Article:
Location: Pest Management and Biocontrol Research
2013 Annual Report
Identifying potential vector species of X. fastidiosa and monitoring vector pressure in Arizona vineyards is a key objective of this project. Yellow-sticky traps were first deployed in April and have been collected biweekly and exchanged for new traps at three vineyard locations in Yavapai County. Light traps were also set up at two locations and have been regularly monitored for leafhoppers and spittlebugs. Trap catches have been limited from all locations so far this year. In addition to being unfamiliar with the potential vector species in Arizona, their seasonal populations patterns are unknown. Specimens collected thus far have been sent to leafhopper specialists for identification so that relative abundances and seasonal timings can be described. It is widely assumed that all xylem feeding insects are potential vectors of X. fastidiosa, a key point that will be used to differentiate leafhopper vectors from leafhopper non-vectors. These two groups can be distinguished based on pronounced mouthpart musculature of xylem-feeding leafhoppers compared with phloem- or parenchyma-feeding leafhoppers. Reports of spittlebug colonization of grapevines are common in Yavapai and Cochise counties where two of the three Arizona wine regions are located. Collections of live spittlebugs on grapevines in Yavapai County were made in October, 2012, and are now in culture in Arid Land Agricultural Research Center (ALARC) greenhouses. Insects from this colony will be used for vector transmission experiments and/or toxicological bioassays with neonicotinoid insecticides.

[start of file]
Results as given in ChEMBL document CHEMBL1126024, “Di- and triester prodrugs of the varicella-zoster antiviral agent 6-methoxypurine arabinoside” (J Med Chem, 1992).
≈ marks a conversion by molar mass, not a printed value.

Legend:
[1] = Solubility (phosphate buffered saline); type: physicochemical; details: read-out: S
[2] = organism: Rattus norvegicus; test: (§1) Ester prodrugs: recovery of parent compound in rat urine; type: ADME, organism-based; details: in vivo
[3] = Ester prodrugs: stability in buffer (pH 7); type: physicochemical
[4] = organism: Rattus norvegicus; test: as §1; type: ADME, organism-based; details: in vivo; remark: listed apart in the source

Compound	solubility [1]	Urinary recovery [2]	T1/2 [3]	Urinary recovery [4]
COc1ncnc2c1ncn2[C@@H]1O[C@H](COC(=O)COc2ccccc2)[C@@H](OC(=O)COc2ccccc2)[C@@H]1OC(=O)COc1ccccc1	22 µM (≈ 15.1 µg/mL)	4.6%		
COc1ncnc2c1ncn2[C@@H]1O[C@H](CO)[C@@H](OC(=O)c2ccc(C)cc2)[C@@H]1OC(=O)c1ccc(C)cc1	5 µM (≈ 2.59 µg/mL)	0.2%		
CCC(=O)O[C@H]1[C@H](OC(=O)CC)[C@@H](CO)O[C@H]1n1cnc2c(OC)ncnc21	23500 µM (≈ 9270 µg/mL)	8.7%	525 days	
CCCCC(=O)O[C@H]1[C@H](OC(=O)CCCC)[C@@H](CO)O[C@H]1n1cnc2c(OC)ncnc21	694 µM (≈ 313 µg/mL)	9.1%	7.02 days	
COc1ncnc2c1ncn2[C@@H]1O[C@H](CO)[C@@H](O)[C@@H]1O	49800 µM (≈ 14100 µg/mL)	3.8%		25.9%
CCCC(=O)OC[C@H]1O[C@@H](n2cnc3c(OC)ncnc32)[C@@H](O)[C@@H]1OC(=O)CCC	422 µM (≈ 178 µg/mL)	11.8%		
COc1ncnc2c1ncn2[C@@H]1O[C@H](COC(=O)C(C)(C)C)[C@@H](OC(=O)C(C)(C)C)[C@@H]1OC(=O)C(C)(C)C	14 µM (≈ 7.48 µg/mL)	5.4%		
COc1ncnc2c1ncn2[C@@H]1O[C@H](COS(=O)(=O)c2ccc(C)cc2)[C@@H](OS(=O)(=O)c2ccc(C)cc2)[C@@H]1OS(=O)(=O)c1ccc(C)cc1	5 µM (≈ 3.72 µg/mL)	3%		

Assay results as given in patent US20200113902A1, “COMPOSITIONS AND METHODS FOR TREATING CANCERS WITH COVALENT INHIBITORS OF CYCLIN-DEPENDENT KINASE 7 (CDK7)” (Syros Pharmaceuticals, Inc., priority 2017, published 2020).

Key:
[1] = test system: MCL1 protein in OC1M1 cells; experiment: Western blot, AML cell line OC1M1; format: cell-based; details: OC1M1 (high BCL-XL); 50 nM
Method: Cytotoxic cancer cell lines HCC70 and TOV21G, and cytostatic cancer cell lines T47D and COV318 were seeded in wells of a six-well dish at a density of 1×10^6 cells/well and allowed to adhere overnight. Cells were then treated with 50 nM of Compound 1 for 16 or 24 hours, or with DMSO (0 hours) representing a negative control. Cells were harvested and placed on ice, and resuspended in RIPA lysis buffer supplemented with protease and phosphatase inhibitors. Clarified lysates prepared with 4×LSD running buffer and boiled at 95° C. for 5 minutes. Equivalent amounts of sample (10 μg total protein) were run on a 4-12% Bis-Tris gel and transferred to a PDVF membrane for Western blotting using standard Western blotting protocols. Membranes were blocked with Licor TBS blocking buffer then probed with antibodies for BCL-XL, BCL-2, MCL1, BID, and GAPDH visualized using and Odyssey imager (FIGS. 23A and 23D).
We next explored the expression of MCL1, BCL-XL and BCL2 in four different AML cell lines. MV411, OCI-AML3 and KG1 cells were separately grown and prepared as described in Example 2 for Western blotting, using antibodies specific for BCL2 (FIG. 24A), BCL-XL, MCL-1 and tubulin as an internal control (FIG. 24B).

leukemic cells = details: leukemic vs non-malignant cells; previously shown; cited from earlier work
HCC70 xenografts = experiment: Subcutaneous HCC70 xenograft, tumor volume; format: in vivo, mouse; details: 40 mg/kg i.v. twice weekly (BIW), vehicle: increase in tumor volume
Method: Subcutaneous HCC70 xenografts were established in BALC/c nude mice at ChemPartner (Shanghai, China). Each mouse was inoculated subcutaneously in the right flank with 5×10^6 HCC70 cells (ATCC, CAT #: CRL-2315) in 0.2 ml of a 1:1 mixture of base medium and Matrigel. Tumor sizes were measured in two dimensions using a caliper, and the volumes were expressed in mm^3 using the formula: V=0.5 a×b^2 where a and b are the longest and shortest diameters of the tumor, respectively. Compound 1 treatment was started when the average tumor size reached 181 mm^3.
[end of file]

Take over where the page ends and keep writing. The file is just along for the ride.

Reducing the potential of X. fastidiosa spread by eliminating plant inoculum sources and minimizing vector populations and activities in and around vineyards is a central goal of this project and X. fastidiosa management in general. Field trials are underway in three vineyards in Yavapai County to investigate the activity profile of imidacloprid, a neonicotinoid insecticide having antifeedant properties and a record of reducing pathogen transmission by insect vectors. Grapevine leaf samples have been collected biweekly since late April when the first treatment applications were made. A commercially available test kit with a sensitivity limit of 0.2 ppb is being used to quantify imidacloprid titers in leaf samples. These data are being compiled and will be used to develop an activity profile of imidacloprid to characterize its overall persistence and time of peak activity in grapevines. When merged with data on vector phenologies, the goal will be to identify periods of greatest vulnerability in Arizona vineyards to vector pressure so that imidacloprid applications and other control measures can be implemented in the most timely and effective manner.